Saint-Gobain Containers Inc., Clean Air Act Settlement
(WASHINGTON, D.C. - January 21, 2010) TThe United States today filed two major Clean Air Act settlements to reduce air emissions from container glass and Portland cement plants throughout the country, announced Cynthia Giles, assistant administrator for the U.S. Environmental Protection Agency’s (EPA) Office of Enforcement and Compliance Assurance and Ignacia S. Moreno, Assistant Attorney General for the Environment and Natural Resources Division.
The settlements cover 15 U.S. plants owned by Saint-Gobain Containers, Inc., the nation’s second largest container glass manufacturer, and all 13 U.S. plants owned by the Lafarge Company and two subsidiaries, the nation’s second largest manufacturer of Portland cement. These settlements are the first system-wide settlements for these sectors under the Clean Air Act and require pollution control upgrades, acceptance of enforceable emission limits and payment of civil penalties.
On this page:
- Overview of Company and Facility Location
- Injunctive Relief
- Pollutant Reductions
- Health Effects and Environmental Benefits
- Supplemental Environmental Projects
- Civil Penalty
- State and Regional Partners
- Comment Period
Overview of Company and Facility Location
Saint-Gobain Containers, Inc. is a manufacturer of glass bottles for the food and beverage industry. Each of the company's 15 facilities, located in 13 states, is covered by the settlement:
- Burlington, Wis.
- Cartaret, N.J.
- Dolton, Ill.
- Dunkirk, Ind.
- Henderson, N.C.
- Lincoln, Ill.
- Madera, Calif.
- Milford, Mass.
- Pevely, Missouri
- Port Allegany, Pa.
- Ruston, La.
- Sapulpa, Okla.
- Seattle, Wash.
- Waxahachie, Texas
- Wilson, N.C.
The Complaint alleges that Saint-Gobain constructed or made modifications to some or all of the 31 furnaces at the company's 15 facilities, resulting in increased emissions of nitrogen oxide (NOx), sulfur dioxide (SO2) and/or particulate matter (PM), without first obtaining pre-construction permits and installing required pollution control equipment, in violation of:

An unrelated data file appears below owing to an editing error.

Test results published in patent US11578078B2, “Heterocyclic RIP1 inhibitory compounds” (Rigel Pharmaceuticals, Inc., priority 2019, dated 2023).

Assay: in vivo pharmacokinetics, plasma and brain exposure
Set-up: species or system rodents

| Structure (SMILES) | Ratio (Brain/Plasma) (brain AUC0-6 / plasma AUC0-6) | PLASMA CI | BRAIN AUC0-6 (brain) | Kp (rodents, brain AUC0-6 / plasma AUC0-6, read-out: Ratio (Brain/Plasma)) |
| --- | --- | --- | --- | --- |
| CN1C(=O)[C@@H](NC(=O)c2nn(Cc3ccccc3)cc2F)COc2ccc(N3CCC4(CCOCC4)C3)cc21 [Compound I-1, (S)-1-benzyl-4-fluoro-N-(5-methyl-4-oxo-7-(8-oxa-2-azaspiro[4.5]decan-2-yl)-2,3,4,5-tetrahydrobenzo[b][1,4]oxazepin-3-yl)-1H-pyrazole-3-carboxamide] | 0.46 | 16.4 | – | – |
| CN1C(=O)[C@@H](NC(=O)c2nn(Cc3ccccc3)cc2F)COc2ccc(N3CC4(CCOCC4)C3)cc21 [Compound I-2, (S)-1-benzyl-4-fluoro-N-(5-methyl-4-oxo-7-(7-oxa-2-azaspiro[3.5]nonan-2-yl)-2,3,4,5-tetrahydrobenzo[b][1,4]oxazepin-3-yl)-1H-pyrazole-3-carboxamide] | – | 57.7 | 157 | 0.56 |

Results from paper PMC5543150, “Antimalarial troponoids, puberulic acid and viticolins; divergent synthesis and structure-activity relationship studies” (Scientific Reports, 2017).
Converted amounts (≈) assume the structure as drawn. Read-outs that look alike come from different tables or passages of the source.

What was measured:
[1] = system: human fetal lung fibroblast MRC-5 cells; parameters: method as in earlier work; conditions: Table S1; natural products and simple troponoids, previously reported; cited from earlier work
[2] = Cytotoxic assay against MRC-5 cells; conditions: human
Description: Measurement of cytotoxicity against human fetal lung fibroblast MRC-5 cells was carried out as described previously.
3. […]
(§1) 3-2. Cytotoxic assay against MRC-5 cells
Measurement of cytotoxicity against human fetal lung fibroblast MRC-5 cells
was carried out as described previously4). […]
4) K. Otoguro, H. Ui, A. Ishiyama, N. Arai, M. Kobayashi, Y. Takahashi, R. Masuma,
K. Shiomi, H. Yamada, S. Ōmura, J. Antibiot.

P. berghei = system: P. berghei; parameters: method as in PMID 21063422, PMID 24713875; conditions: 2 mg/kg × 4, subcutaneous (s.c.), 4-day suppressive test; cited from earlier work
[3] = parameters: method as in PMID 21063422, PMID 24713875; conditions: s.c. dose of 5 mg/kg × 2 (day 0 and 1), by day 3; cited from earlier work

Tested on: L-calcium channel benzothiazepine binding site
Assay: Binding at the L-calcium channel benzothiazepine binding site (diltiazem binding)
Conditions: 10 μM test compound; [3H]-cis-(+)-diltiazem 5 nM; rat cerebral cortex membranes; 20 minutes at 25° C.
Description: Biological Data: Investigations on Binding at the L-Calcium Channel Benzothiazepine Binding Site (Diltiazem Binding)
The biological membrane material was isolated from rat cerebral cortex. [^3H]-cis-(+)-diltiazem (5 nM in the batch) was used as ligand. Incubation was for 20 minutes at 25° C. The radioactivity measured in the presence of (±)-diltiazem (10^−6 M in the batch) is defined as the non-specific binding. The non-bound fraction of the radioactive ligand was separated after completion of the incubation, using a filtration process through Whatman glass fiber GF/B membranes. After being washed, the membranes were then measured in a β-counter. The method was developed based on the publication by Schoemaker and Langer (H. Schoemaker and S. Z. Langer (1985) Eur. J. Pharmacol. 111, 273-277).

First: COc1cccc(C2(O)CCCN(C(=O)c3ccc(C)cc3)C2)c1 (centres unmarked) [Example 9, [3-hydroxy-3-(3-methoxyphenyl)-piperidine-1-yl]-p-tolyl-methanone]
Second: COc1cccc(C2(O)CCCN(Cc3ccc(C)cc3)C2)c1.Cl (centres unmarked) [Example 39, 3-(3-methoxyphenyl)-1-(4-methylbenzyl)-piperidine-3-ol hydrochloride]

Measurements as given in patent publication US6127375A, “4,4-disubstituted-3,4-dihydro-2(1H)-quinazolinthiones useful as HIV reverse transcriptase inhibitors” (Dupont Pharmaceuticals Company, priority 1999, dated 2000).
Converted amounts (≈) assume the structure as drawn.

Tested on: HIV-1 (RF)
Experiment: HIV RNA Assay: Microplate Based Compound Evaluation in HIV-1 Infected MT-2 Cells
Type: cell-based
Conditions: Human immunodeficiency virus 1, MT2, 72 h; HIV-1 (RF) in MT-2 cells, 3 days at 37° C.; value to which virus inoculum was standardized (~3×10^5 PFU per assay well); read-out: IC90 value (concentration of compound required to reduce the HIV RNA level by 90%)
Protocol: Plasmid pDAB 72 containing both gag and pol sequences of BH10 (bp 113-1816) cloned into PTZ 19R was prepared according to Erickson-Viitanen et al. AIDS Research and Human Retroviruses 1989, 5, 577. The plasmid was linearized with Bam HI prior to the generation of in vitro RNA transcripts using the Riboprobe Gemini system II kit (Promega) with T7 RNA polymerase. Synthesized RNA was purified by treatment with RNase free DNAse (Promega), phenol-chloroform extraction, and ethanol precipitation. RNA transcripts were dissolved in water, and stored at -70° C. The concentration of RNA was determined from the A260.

- The Clean Air Act (CAA) Nonattainment New Source Review and Prevention of Significant Deterioration provisions, 42 U.S.C. §§ 7470-7492, 7501-7515.
- The State Implementation Plans (SIPs) in each of the states where the facilities are located, 42 U.S.C. §§ 7410.
More than $112 million will be spent on injunctive relief through 2018 by Saint-Gobain to reduce emissions of NOx, SO2 and PM. The injunctive relief will be implemented for NOx at the 29 furnaces (at 13 facilities) still operating, and for SO2 and PM at 28 furnaces at 12 facilities (both the furnaces at the Madera facility implemented SO2 and PM controls after the 2005 settlement of an enforcement action there).
- Installation of one selective catalytic reduction (SCR) unit on 3 furnaces (at one facility -- Dolton, Illinois). This is the first SCR to be installed on a container-glass furnace in the United States.
- Installation of oxy-fuel technology on 17 furnaces, and oxygen-enriched air staging (OEAS) on 9 furnaces.
- All 15 facilities will be subject to NOx emission limits of 1.3 pounds per ton of glass produced (for furnaces with SCR and oxy-fuel), or 3.8 pounds per ton (for furnaces with OEAS).
- Installation of dry or semi-dry scrubbers, including at least one cloud-chamber scrubber, at 11 furnaces. Cloud chamber scrubbers use a new scrubber technology that removes particulate matter as well as SO2 gases, and also offers increased energy efficiencies.
- Implementation of process controls (e.g., changes to the raw material feed) at 17 furnaces to reduce SO2 emissions.
- All 15 facilities will be subject to SO2 emission limits. The furnaces with scrubbers will be subject to a limit equivalent to approximately 0.8 pounds per ton and all other furnaces will be subject to a limit of approximately 2.25 pounds per ton.